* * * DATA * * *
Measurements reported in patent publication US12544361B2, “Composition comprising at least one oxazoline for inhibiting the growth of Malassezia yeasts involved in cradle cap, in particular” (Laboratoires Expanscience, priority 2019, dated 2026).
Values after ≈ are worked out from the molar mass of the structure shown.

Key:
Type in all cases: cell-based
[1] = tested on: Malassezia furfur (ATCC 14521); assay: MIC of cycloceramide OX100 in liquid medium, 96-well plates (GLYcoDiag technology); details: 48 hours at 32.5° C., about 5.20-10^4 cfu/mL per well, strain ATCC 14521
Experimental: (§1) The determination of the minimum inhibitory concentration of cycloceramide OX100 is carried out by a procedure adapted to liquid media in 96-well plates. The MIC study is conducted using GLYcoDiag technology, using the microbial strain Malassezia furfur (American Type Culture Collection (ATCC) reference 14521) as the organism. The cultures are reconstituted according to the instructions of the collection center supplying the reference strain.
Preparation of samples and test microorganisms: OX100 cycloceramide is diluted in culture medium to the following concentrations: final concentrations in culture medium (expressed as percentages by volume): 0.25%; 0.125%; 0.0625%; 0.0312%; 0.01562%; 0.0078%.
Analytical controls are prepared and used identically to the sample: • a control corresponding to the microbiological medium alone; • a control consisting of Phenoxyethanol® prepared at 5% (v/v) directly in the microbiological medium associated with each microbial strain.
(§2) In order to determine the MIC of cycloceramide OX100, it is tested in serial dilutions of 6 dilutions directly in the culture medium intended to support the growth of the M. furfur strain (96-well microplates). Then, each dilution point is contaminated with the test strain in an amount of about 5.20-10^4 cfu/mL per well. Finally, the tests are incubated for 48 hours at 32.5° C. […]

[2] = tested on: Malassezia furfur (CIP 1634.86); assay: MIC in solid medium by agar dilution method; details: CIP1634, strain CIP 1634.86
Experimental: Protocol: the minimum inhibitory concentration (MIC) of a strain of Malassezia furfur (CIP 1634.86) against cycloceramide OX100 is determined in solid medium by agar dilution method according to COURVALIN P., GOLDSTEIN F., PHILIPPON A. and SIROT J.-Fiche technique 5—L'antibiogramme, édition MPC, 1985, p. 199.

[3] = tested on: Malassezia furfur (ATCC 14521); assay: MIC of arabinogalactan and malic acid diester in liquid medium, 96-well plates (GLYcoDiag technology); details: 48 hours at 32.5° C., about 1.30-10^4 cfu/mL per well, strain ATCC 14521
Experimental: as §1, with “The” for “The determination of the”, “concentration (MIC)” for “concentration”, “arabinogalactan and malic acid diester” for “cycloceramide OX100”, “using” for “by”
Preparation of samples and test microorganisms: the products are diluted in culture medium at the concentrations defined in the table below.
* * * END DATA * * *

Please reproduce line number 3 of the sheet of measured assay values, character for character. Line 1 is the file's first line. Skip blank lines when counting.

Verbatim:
Key: